University of Cumbria First in UK to Accept Bitcoin

The university will accept bitcoin payments for two new programmes linked to the study of cryptocurrencies and complementary currencies.

AccessTimeIconJan 21, 2014 at 6:23 a.m. UTC
Updated Sep 11, 2021 at 10:16 a.m. UTC

A university in the UK has announced that it will accept bitcoin payments for two new programmes linked to the study of cryptocurrencies and complementary currencies.

The courses are run by the Institute for Leadership and Sustainability at the University of Cumbria. The institute's director, Jem Bendell said:

"We are accepting bitcoin as a way of experimenting [with] how it works for a major organisation with many departments."

The two programmes run by the institute are a certificate in sustainable exchange and a post-graduate certificate in sustainable leadership. The first is taught at the university's London campus and will begin in July; the second is taught at its Lake District campus and will begin in June.

The university's head office is in Carlisle in the north of England. It has nine campuses and accepts roughly 10,500 students each year. It is known for its teacher training programmes and outdoor study degrees.

The institute has a history of involvement with alternative currency research. Last May it was one of seven partners that helped organise a United Nations symposium (PDF) on alternative finance and complementary currencies. It also has a research programme on the topic that includes PhD students.

'Complementary currencies' is a term used to describe forms of money that supplement a national currency. It is often used interchangably with 'alternative currency', however the term's exact definition is the subject of an ongoing academic debate.

In a press release announcing the move, the university claimed that it is the world's first public university to accept bitcoin for tuition fees. It also noted that it is the first British university and the first business school to do so. When asked if the move to accept bitcoin for tuition was simply a savvy marketing move to generate publicity for the university, Bendell said:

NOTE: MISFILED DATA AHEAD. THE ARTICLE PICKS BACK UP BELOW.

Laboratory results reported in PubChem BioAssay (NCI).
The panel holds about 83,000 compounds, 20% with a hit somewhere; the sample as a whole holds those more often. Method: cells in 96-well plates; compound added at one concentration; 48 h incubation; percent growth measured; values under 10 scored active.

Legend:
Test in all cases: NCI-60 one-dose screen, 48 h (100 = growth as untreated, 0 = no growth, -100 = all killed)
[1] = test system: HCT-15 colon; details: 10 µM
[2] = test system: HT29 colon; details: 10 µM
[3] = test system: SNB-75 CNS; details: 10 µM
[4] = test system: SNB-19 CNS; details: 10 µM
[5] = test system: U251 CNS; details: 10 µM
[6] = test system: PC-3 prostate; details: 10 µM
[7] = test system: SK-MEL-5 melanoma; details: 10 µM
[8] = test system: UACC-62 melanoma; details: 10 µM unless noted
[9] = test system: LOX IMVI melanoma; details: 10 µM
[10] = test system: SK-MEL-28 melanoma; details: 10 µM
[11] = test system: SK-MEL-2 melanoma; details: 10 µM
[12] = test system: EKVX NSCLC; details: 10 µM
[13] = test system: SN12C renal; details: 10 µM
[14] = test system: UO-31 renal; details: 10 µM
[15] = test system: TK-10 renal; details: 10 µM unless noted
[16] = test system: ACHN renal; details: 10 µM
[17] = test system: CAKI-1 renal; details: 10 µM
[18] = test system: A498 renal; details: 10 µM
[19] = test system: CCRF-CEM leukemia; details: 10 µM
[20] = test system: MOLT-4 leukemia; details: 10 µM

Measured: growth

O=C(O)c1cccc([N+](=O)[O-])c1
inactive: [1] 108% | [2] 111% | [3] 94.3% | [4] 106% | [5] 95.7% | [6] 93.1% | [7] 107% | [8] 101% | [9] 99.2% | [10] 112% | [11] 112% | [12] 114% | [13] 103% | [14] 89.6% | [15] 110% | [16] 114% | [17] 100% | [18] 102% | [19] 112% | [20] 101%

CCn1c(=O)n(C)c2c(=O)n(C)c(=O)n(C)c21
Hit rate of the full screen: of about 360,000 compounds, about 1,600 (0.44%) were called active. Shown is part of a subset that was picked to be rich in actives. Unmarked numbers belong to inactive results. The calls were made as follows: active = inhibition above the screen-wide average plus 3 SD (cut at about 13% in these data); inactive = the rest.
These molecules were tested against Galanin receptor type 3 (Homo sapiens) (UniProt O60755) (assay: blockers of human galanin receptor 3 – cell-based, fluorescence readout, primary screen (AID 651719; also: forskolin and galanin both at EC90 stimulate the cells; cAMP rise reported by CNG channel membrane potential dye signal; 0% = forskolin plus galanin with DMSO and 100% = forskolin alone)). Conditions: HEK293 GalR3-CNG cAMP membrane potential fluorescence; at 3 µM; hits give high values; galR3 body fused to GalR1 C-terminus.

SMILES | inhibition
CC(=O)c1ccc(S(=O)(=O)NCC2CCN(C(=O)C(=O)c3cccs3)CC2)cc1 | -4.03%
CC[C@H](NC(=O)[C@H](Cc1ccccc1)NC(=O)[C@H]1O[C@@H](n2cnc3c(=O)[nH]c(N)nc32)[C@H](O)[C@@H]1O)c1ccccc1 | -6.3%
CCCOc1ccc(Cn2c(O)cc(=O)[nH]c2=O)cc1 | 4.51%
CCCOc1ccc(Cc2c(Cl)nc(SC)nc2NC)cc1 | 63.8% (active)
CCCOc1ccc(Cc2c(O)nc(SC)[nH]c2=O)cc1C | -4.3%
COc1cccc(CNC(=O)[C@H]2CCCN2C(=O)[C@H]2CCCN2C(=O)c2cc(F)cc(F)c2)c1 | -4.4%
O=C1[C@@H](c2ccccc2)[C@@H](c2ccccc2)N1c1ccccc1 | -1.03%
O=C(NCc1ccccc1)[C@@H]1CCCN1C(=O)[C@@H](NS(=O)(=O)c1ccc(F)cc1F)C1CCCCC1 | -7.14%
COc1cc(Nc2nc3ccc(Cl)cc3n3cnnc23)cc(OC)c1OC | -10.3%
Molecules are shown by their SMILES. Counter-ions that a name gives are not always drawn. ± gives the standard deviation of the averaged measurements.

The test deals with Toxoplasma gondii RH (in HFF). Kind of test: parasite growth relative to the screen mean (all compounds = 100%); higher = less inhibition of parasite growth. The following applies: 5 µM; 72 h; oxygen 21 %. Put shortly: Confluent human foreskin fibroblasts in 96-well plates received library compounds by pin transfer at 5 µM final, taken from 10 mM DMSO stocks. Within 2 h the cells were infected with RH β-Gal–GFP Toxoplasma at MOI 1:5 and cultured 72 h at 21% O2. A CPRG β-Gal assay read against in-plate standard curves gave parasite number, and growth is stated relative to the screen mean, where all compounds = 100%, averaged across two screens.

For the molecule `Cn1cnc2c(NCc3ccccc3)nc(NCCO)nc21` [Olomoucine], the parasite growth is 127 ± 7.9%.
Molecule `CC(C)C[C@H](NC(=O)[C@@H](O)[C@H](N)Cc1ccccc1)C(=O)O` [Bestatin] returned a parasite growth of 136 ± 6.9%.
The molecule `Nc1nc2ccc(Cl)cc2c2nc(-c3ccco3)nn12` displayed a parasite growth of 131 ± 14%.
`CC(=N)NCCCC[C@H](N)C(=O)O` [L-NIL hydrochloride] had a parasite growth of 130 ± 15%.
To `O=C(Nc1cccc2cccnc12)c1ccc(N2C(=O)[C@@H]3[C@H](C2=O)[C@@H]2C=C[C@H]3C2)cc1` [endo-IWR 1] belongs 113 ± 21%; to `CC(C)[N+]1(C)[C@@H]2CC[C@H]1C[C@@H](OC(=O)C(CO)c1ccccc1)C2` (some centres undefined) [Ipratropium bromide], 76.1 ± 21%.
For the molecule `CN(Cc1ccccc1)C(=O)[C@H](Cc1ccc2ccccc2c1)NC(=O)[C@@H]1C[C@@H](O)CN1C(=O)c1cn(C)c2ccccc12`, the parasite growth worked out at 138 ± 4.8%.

"Certificates generally don't generate media attention. The acceptance of bitcoin will generate interest. However, it's a normal thing for us to do, as we believe our teaching should be informed by our experiences."

The certificate in sustainable exchange will teach students how to "create, scale and evaluate digitally-enabled systems of sustainable exchange". Students will also explore the link between these systems and the emerging "sharing economy", which includes systems like Airbnb, according to the course description. The programme is classified as a "short course" by the university. The certificate costs £1,111.

The post-graduate certificate in sustainable leadership is a year-long course where students will be asked to challenge "orthodoxies in corporate social responsibility and environmental management". Students on the course will be able to learn about sustainable exchange in an elective module. This certificate costs £3,333.

However, the university warned prospective students against buying bitcoin to pay for tuition in its press release. It said that students should only pay in bitcoin if they already owned the cryptocurrency or if they received bitcoin donations – due to the currency's volatility risk. The institution plans to convert bitcoin payments to pounds sterling at the time of payment via BitPay, thus reducing its own exposure to the digital currency's price volatility.

The University of Nicosia in Cyprus, a private institution, announced in November that it would take bitcoin for tuition fees. It also launched a master's degree in digital currency.

Disclaimer: CoinDesk founder Shakil Khan is an investor in BitPay.

University Image via Shutterstock


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